In 1790 the Northwest Territory had no census coverage. In 1800 coverage of the present State included only the Detroit area (Wayne County, Northwest Territory) and some persons at "Machilamackanack," Indiana Territory. Coverage in 1810, 1820, and 1830 expanded in the Lower Peninsula and included population in the strip that was ceded to Ohio in 1836. The 1820 and 1830 censuses also included some settlements in present-day Wisconsin, shown under that State. The 1840 census covered all parts of the State.
Note 1: Total for 1800 comprises population reported for Wayne County, Northwest Territory (which may have included some persons in present-day northern Ohio), and for Machilamackanack, Indiana Territory (251 persons and 300 "boatmen from Canada, &c."). Total for 1820 excludes population (1,444) of Brown and Crawford Counties, and total for 1830 excludes population (3,635) of Brown, Crawford, and Iowa Counties, all enumerated in what is now Wisconsin. Total for 1890 includes 1 Indian in prison, not reported by county.
Note 2: Alpena's 1860-70 census boundaries were the same as those of 1890-1990.
Note 3: An earlier Crawford County was located in what is now Wisconsin and is shown under that State. Present-day Crawford County first was reported in 1880.
Note 4A: Dickinson: *Menominee, Iron, Marquette.
Note 4B: *Keweenaw; to Keweenaw.
Note 5: Keweenaw's 1870 census boundaries were the same as those of 1900-1990.
Note 6: The 1810 census was reported in terms of four Civil Districts of a single Wayne County: Michilimackinac, Detroit, Erie, and Huron. The 1810 population shown in the table for Mackinac County is that reported for Michilimackinac Civil District, for Macomb County that reported for Huron Civil District, for Monroe County that reported for Erie Civil District, and for Wayne County that reported for Detroit Civil District.
Note 7: Mackinac: 1800-1860: Michilimackinac (or variant spellings); for reasons of space, the counties referring to this county as origin give the name as Mackinac. See also notes 1 and 6.
Note 8: Manistee's 1860-70 census boundaries were the same as those of 1890-1990.
Note 9: Manitou: *Mackinac; to Charlevoix and Leelanau.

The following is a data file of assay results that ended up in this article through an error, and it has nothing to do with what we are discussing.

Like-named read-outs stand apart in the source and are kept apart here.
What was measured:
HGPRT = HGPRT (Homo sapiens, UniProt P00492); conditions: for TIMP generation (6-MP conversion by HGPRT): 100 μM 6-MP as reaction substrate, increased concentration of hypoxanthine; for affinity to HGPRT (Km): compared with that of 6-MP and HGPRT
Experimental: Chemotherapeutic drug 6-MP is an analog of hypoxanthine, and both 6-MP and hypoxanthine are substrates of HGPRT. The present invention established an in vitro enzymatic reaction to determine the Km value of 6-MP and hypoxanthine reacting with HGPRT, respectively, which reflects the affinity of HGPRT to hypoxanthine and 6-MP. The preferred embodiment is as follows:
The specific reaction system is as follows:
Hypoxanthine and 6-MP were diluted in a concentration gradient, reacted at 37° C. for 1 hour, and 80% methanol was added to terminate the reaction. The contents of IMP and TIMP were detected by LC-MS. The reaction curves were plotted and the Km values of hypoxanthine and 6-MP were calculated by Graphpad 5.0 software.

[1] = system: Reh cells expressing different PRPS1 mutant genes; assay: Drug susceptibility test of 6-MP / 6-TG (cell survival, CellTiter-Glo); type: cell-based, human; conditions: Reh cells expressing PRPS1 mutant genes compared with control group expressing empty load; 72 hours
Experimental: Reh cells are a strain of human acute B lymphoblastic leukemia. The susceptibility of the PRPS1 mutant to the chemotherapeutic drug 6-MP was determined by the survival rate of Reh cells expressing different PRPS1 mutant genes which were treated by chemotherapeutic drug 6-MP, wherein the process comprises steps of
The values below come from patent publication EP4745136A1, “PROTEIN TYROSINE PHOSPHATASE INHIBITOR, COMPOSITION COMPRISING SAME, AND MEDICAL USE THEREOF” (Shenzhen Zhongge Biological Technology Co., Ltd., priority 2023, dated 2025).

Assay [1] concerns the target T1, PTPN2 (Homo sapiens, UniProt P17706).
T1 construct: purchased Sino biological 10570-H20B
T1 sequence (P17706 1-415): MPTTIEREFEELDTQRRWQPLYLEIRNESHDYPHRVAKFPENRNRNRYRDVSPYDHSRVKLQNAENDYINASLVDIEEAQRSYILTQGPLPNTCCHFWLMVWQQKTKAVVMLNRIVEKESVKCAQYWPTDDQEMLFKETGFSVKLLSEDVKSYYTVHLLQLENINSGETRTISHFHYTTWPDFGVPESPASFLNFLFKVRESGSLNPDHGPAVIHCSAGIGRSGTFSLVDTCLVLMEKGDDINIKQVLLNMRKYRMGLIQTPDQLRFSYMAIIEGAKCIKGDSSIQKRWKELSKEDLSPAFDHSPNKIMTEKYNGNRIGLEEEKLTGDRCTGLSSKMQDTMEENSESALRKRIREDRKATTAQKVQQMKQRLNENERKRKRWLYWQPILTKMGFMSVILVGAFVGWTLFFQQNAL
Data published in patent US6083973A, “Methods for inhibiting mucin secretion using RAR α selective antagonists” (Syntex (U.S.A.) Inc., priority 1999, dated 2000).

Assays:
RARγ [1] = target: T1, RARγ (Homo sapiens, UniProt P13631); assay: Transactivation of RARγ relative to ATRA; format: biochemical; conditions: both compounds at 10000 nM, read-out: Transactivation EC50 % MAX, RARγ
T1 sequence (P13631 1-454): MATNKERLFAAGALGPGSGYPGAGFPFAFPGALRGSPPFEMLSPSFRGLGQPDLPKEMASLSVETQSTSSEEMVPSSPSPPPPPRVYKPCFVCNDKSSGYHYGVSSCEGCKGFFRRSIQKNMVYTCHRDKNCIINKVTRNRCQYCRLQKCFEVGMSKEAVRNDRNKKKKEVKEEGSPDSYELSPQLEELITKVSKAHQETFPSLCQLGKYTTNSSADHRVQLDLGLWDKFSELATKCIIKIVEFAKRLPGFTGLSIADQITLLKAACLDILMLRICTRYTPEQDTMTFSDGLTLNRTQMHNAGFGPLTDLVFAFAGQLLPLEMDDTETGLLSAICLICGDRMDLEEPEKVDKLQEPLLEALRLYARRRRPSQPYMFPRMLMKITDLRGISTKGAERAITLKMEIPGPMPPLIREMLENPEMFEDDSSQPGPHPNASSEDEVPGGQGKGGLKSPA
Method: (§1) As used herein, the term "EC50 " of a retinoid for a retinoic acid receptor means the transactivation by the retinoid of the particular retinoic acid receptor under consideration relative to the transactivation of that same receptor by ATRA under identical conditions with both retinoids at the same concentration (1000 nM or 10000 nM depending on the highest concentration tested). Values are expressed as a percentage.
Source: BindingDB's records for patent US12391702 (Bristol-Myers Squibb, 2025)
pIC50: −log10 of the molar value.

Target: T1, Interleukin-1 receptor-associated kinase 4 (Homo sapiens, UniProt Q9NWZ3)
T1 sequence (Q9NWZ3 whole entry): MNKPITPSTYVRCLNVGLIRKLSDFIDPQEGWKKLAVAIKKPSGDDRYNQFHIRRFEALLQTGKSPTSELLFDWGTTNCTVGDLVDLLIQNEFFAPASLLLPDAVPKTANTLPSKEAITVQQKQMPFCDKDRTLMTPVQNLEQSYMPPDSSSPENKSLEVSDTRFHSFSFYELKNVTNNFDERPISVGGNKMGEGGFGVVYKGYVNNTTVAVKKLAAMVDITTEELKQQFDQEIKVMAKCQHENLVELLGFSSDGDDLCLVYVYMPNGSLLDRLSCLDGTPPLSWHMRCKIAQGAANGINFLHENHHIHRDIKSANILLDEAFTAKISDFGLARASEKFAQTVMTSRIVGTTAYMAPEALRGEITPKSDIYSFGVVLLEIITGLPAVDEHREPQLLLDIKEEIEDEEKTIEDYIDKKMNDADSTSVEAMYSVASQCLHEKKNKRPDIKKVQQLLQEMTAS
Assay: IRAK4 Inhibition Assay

Note 10: Marquette: *Chippewa; Mackinac. 1870 population excludes 799 in Schoolcraft County, unorganized, reported as part of Marquette.
Note 11: Newaygo's 1850 census boundaries were the same as those of 1870-1990.
Note 12: The 1820 census boundaries of Oakland County did not include any of present-day Oakland County.
Note 13: Saginaw: *Oakland, St. Clair, St. Joseph.
Note 14: Wexford's 1870 census boundaries were the same as those of 1890-1990.
Northeastern Minnesota, east of the Mississippi River and a line drawn northward from its source to Canada, was part of the Northwest Territory (1787) and later of Indiana Territory (1800), Illinois Territory (1809), Michigan Territory (1818), and Wisconsin Territory (1838). Most of the rest of the State was part of the Louisiana Purchase of 1803, and included in Louisiana Territory (1805), renamed Missouri Territory in 1812. Both these parts of the present State were included in Michigan Territory from 1834 to 1836, and then in Wisconsin Territory until 1838. The portion west of the Mississippi then became part of Iowa Territory, until Minnesota Territory was established in 1849, including the whole present-day State and the Dakotas generally east of the Missouri River. Minnesota was admitted as a State on May 11, 1858 with essentially its present boundaries.
There was only limited census coverage of the present area of the State prior to 1850. In 1830 a few persons near Lake Superior may have been enumerated in Chippewa County, Michigan Territory; in 1840 some persons in northeastern Minnesota were enumerated in St. Croix County, Wisconsin Territory, and two settlements on the Mississippi River were enumerated as part of Clayton County, Iowa Territory. In 1850 coverage of Minnesota Territory did not extend beyond the present State except for a few settlers near the Red River in what is now North Dakota. In 1860 the census covered virtually the whole State.
Note 1: Total for 1850 includes a few settlers near the Red River in what is now North Dakota. Total for 1890 includes population (8,457) of certain Indian reservations not returned by county. Total for 1900 includes population (3,486) of White Earth Indian Reservation, not returned by county, and returned in Becker, Clearwater, and Mahnomen Counties in 1910.
Note 2: Clearwater: also formed from area separately enumerated as White Earth Indian Reservation in 1900.
Note 3: The 1870 census area of old Lac qui Parle County was in Pierce in 1860 and in Swift and Chippewa in 1880. The current Lac qui Parle County was created in 1871 and does not include any of the earlier Lac qui Parle County.
Note 4: Mahkahta: to Cass, Otter Tail, Breckinridge (Clay), Becker, Todd, Toombs (Wilkin), Polk.
Note 5: Mahnomen: Corresponds to the portion of Norman enumerated in the White Earth Indian Reservation in 1900.